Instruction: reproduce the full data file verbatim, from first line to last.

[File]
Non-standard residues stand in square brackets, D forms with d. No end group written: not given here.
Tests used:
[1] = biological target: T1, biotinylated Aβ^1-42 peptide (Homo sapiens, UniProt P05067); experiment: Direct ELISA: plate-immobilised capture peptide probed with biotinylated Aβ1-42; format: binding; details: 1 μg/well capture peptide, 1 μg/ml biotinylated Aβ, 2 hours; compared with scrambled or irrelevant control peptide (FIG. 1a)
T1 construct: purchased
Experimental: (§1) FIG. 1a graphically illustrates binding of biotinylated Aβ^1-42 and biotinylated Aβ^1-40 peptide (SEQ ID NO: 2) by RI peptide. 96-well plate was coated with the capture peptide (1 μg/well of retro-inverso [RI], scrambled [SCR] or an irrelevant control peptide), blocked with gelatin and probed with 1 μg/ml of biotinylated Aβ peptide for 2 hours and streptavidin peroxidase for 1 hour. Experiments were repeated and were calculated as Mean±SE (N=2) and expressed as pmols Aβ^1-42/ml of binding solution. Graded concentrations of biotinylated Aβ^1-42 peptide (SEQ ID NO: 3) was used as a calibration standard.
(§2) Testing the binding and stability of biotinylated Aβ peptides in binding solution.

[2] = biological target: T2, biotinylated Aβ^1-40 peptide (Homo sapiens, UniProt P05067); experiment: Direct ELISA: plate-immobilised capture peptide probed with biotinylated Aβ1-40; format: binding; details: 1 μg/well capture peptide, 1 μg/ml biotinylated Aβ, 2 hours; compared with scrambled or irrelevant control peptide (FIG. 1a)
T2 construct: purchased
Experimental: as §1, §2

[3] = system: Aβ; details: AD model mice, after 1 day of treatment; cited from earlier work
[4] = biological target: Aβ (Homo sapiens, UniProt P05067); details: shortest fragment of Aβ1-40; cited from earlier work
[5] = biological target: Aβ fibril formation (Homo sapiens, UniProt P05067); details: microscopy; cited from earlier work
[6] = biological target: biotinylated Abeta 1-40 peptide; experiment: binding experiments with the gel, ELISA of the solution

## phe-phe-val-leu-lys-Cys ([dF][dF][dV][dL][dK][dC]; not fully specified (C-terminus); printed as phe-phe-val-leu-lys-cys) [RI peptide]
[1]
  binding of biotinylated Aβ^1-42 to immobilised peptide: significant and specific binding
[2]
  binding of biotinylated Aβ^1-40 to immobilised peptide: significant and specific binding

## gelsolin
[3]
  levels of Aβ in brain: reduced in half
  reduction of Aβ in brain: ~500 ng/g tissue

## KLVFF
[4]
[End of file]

Non-standard residues stand in square brackets, D forms with d. No end group written: not given here.
Tests used:
[1] = biological target: T1, biotinylated Aβ^1-42 peptide (Homo sapiens, UniProt P05067); experiment: Direct ELISA: plate-immobilised capture peptide probed with biotinylated Aβ1-42; format: binding; details: 1 μg/well capture peptide, 1 μg/ml biotinylated Aβ, 2 hours; compared with scrambled or irrelevant control peptide (FIG. 1a)
T1 construct: purchased
Experimental: (§1) FIG. 1a graphically illustrates binding of biotinylated Aβ^1-42 and biotinylated Aβ^1-40 peptide (SEQ ID NO: 2) by RI peptide. 96-well plate was coated with the capture peptide (1 μg/well of retro-inverso [RI], scrambled [SCR] or an irrelevant control peptide), blocked with gelatin and probed with 1 μg/ml of biotinylated Aβ peptide for 2 hours and streptavidin peroxidase for 1 hour. Experiments were repeated and were calculated as Mean±SE (N=2) and expressed as pmols Aβ^1-42/ml of binding solution. Graded concentrations of biotinylated Aβ^1-42 peptide (SEQ ID NO: 3) was used as a calibration standard.
(§2) Testing the binding and stability of biotinylated Aβ peptides in binding solution.

[2] = biological target: T2, biotinylated Aβ^1-40 peptide (Homo sapiens, UniProt P05067); experiment: Direct ELISA: plate-immobilised capture peptide probed with biotinylated Aβ1-40; format: binding; details: 1 μg/well capture peptide, 1 μg/ml biotinylated Aβ, 2 hours; compared with scrambled or irrelevant control peptide (FIG. 1a)
T2 construct: purchased
Experimental: as §1, §2

[3] = system: Aβ; details: AD model mice, after 1 day of treatment; cited from earlier work
[4] = biological target: Aβ (Homo sapiens, UniProt P05067); details: shortest fragment of Aβ1-40; cited from earlier work
[5] = biological target: Aβ fibril formation (Homo sapiens, UniProt P05067); details: microscopy; cited from earlier work
[6] = biological target: biotinylated Abeta 1-40 peptide; experiment: binding experiments with the gel, ELISA of the solution

## phe-phe-val-leu-lys-Cys ([dF][dF][dV][dL][dK][dC]; not fully specified (C-terminus); printed as phe-phe-val-leu-lys-cys) [RI peptide]
[1]
  binding of biotinylated Aβ^1-42 to immobilised peptide: significant and specific binding
[2]
  binding of biotinylated Aβ^1-40 to immobilised peptide: significant and specific binding

## gelsolin
[3]
  levels of Aβ in brain: reduced in half
  reduction of Aβ in brain: ~500 ng/g tissue

## KLVFF
[4]